Monday, November 16, 2009


Monday, December 17, 2007 
Northcote Social Club

There is a palpable sense of exhausted happiness tonight at the No So. With The Smallgoods' Lachlan Franklin establishing early on that some had made the trip from Meredith to catch the show (both bands also having made the trip today) and it being at the end of a long warm day, people are content to flollop on the floor to the spacey country swing of The Smallgoods. Sometimes sounding like a reigned-in No Other-era Gram Parsons while looking like five guys from Port Fairy who just happen to be able to throw together glorious homespun tunes, it's like lying in a field after a hard day's work staring at early stars. Opening with City Of Sky and winding through other highlights of their recent and recommended Down On The Farm album (including a languid and mighty South Of The River), The Smallgoods seem as comfortable and as familiar as their songs. The closing Traipse Through The Valley wins the "most appropriate song to listen to after Meredith" award and, were it not followed by one of the better gigs of recent memory, would have made a perfectly-judged closing song on tonight's entertainment.

As it stands though, the Doctor is IN. With the No So about half filled by some clued-in folk and recent converts, a cluster of dancing girls at the front and members of various bands making informed heckles throughout, Dr Dog put on one of the year's most ferverently played and warmly-received gigs. Occupying their own middle ground of soul, indie rock, yacht rock harmonies and with a nice line in in-jokes ('we're the American Cold Chisel' deadpans bassist and vocalist Toby Leaman) the energy levels never dip below nine as they spread smiles further and further across the faces of the rapt punters with each twisting turn of their never conventionally structured yet instantly familiar-sounding songs. Kicking off with My Old Ways track two from their new album We All Belong, Dr Dog set a revived 'woo-hoo'-ing and wildly applauding crowd into action. More fuel is given in the form of dynamite twin-lead guitar lines in Ain't It Strange the surging Keep A Friend proving that they are one tightly wound band and this is going to be one thrilling ride. With a soul-searing wail Leaman gives us their 'golden moldy' The World May Never Know which reveals their songwriting chops and ability to wring a positively Redding-like energy and conviction from the lyrics. Songs that sound mid-paced and worthy on CD are rendered phenomenal live due to their tight harmonising and sheer vitality; sweat pouring from their faces, actually making rivulets over Leaman's bass and their occasional resemblance to a ska band with their jumping and careering. When Architecture In Helsinki join them for their cover of Heart It Races (which is both indicative of Dr Dog's idiosyncratic approach to genre and totally misguiding as to what to expect from this gig) it becomes a good-natured shambles that still pulses with the fun that both bands bring to the song making it very hard not to smile along with them, but it's the force and unforced catchiness of the closing two tracks Say Something and Wake Up that inspires further noising of the crowd and excuses encores. A truly amazing show.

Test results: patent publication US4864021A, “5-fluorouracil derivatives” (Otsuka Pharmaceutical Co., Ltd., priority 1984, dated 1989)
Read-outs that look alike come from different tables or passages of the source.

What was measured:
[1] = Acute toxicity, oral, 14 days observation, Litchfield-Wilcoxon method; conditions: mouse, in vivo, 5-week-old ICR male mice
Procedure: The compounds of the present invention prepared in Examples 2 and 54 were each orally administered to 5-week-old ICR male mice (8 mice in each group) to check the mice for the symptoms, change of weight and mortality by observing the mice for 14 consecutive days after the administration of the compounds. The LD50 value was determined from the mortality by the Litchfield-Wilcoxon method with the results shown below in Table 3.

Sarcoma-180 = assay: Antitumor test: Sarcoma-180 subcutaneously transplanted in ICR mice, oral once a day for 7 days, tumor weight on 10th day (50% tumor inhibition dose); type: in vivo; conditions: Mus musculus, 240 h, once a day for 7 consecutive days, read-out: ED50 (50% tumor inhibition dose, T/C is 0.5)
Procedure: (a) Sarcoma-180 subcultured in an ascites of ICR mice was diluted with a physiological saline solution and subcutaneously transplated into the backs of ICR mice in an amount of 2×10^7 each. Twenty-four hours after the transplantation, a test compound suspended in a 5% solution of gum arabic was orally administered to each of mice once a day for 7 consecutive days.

No comments:

Post a Comment